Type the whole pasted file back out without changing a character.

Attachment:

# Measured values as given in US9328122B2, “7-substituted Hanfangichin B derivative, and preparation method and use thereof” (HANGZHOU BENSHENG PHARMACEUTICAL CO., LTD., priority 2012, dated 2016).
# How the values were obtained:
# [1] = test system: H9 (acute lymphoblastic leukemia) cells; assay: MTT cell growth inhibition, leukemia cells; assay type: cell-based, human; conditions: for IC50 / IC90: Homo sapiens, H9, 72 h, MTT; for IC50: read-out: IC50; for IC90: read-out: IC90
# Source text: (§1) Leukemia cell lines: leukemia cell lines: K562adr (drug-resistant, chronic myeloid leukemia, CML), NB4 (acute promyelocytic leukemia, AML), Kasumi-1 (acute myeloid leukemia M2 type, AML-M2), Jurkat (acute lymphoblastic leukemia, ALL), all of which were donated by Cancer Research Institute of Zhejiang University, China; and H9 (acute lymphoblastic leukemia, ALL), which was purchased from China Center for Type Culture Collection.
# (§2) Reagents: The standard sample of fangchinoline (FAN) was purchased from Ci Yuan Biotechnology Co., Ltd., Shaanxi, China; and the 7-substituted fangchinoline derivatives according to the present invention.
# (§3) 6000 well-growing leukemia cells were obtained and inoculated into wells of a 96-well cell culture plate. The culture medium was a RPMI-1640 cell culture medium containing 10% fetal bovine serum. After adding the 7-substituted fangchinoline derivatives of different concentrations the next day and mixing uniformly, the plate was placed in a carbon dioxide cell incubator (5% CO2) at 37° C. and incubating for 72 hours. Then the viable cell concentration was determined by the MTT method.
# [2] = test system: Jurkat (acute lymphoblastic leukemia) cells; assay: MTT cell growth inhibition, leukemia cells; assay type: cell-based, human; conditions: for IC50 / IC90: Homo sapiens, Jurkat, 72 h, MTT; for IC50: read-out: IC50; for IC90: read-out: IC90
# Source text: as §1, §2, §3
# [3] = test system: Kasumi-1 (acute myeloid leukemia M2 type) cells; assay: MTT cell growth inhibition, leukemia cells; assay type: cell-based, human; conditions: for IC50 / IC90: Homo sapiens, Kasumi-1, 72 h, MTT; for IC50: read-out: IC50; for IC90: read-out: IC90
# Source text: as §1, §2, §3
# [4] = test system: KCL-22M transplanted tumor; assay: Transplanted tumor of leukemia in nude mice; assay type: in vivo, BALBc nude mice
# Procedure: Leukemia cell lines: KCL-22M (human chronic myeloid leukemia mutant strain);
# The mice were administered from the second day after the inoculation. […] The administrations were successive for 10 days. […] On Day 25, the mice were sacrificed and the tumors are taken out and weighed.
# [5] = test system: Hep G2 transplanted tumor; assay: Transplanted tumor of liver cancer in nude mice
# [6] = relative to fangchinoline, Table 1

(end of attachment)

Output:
# Measured values as given in US9328122B2, “7-substituted Hanfangichin B derivative, and preparation method and use thereof” (HANGZHOU BENSHENG PHARMACEUTICAL CO., LTD., priority 2012, dated 2016).
# How the values were obtained:
# [1] = test system: H9 (acute lymphoblastic leukemia) cells; assay: MTT cell growth inhibition, leukemia cells; assay type: cell-based, human; conditions: for IC50 / IC90: Homo sapiens, H9, 72 h, MTT; for IC50: read-out: IC50; for IC90: read-out: IC90
# Source text: (§1) Leukemia cell lines: leukemia cell lines: K562adr (drug-resistant, chronic myeloid leukemia, CML), NB4 (acute promyelocytic leukemia, AML), Kasumi-1 (acute myeloid leukemia M2 type, AML-M2), Jurkat (acute lymphoblastic leukemia, ALL), all of which were donated by Cancer Research Institute of Zhejiang University, China; and H9 (acute lymphoblastic leukemia, ALL), which was purchased from China Center for Type Culture Collection.
# (§2) Reagents: The standard sample of fangchinoline (FAN) was purchased from Ci Yuan Biotechnology Co., Ltd., Shaanxi, China; and the 7-substituted fangchinoline derivatives according to the present invention.
# (§3) 6000 well-growing leukemia cells were obtained and inoculated into wells of a 96-well cell culture plate. The culture medium was a RPMI-1640 cell culture medium containing 10% fetal bovine serum. After adding the 7-substituted fangchinoline derivatives of different concentrations the next day and mixing uniformly, the plate was placed in a carbon dioxide cell incubator (5% CO2) at 37° C. and incubating for 72 hours. Then the viable cell concentration was determined by the MTT method.
# [2] = test system: Jurkat (acute lymphoblastic leukemia) cells; assay: MTT cell growth inhibition, leukemia cells; assay type: cell-based, human; conditions: for IC50 / IC90: Homo sapiens, Jurkat, 72 h, MTT; for IC50: read-out: IC50; for IC90: read-out: IC90
# Source text: as §1, §2, §3
# [3] = test system: Kasumi-1 (acute myeloid leukemia M2 type) cells; assay: MTT cell growth inhibition, leukemia cells; assay type: cell-based, human; conditions: for IC50 / IC90: Homo sapiens, Kasumi-1, 72 h, MTT; for IC50: read-out: IC50; for IC90: read-out: IC90
# Source text: as §1, §2, §3
# [4] = test system: KCL-22M transplanted tumor; assay: Transplanted tumor of leukemia in nude mice; assay type: in vivo, BALBc nude mice
# Procedure: Leukemia cell lines: KCL-22M (human chronic myeloid leukemia mutant strain);
# The mice were administered from the second day after the inoculation. […] The administrations were successive for 10 days. […] On Day 25, the mice were sacrificed and the tumors are taken out and weighed.
# [5] = test system: Hep G2 transplanted tumor; assay: Transplanted tumor of liver cancer in nude mice
# [6] = relative to fangchinoline, Table 1